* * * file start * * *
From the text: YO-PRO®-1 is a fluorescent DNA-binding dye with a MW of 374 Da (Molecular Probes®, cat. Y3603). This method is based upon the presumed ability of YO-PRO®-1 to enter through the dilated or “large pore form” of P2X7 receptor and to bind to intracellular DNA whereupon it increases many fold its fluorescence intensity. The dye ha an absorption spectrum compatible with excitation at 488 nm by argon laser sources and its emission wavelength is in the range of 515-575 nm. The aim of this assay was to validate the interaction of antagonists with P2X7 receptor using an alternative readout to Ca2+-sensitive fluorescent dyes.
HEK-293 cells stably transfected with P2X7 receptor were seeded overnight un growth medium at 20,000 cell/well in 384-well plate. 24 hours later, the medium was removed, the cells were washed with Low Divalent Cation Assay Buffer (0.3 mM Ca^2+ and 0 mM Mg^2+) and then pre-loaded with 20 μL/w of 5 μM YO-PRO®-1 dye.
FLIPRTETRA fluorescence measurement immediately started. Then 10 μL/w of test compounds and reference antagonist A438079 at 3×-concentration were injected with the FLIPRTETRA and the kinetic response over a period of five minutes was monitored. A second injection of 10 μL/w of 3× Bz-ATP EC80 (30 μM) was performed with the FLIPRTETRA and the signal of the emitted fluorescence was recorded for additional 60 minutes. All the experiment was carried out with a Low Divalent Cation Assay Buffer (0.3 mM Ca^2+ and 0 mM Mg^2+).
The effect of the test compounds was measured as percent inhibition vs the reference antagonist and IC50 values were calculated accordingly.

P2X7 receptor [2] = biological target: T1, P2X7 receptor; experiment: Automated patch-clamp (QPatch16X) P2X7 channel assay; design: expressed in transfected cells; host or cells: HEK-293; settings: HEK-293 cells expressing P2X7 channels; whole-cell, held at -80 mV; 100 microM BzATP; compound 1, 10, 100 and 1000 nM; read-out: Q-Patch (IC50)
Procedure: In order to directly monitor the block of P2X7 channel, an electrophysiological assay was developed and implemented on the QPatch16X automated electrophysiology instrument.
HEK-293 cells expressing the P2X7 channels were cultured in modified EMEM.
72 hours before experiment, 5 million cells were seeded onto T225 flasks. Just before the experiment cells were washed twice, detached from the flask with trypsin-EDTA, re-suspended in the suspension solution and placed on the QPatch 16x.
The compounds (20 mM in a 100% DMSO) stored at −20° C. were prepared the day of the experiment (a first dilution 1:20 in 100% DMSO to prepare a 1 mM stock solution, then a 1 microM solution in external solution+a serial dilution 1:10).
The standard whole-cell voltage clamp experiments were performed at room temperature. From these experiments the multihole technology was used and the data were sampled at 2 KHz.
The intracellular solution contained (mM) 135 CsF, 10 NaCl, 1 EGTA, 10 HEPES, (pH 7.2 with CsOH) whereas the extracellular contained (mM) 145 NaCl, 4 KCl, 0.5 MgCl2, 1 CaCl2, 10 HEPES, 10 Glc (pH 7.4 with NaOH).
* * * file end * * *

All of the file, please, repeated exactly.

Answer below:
From the text: YO-PRO®-1 is a fluorescent DNA-binding dye with a MW of 374 Da (Molecular Probes®, cat. Y3603). This method is based upon the presumed ability of YO-PRO®-1 to enter through the dilated or “large pore form” of P2X7 receptor and to bind to intracellular DNA whereupon it increases many fold its fluorescence intensity. The dye ha an absorption spectrum compatible with excitation at 488 nm by argon laser sources and its emission wavelength is in the range of 515-575 nm. The aim of this assay was to validate the interaction of antagonists with P2X7 receptor using an alternative readout to Ca2+-sensitive fluorescent dyes.
HEK-293 cells stably transfected with P2X7 receptor were seeded overnight un growth medium at 20,000 cell/well in 384-well plate. 24 hours later, the medium was removed, the cells were washed with Low Divalent Cation Assay Buffer (0.3 mM Ca^2+ and 0 mM Mg^2+) and then pre-loaded with 20 μL/w of 5 μM YO-PRO®-1 dye.
FLIPRTETRA fluorescence measurement immediately started. Then 10 μL/w of test compounds and reference antagonist A438079 at 3×-concentration were injected with the FLIPRTETRA and the kinetic response over a period of five minutes was monitored. A second injection of 10 μL/w of 3× Bz-ATP EC80 (30 μM) was performed with the FLIPRTETRA and the signal of the emitted fluorescence was recorded for additional 60 minutes. All the experiment was carried out with a Low Divalent Cation Assay Buffer (0.3 mM Ca^2+ and 0 mM Mg^2+).
The effect of the test compounds was measured as percent inhibition vs the reference antagonist and IC50 values were calculated accordingly.

P2X7 receptor [2] = biological target: T1, P2X7 receptor; experiment: Automated patch-clamp (QPatch16X) P2X7 channel assay; design: expressed in transfected cells; host or cells: HEK-293; settings: HEK-293 cells expressing P2X7 channels; whole-cell, held at -80 mV; 100 microM BzATP; compound 1, 10, 100 and 1000 nM; read-out: Q-Patch (IC50)
Procedure: In order to directly monitor the block of P2X7 channel, an electrophysiological assay was developed and implemented on the QPatch16X automated electrophysiology instrument.
HEK-293 cells expressing the P2X7 channels were cultured in modified EMEM.
72 hours before experiment, 5 million cells were seeded onto T225 flasks. Just before the experiment cells were washed twice, detached from the flask with trypsin-EDTA, re-suspended in the suspension solution and placed on the QPatch 16x.
The compounds (20 mM in a 100% DMSO) stored at −20° C. were prepared the day of the experiment (a first dilution 1:20 in 100% DMSO to prepare a 1 mM stock solution, then a 1 microM solution in external solution+a serial dilution 1:10).
The standard whole-cell voltage clamp experiments were performed at room temperature. From these experiments the multihole technology was used and the data were sampled at 2 KHz.
The intracellular solution contained (mM) 135 CsF, 10 NaCl, 1 EGTA, 10 HEPES, (pH 7.2 with CsOH) whereas the extracellular contained (mM) 145 NaCl, 4 KCl, 0.5 MgCl2, 1 CaCl2, 10 HEPES, 10 Glc (pH 7.4 with NaOH).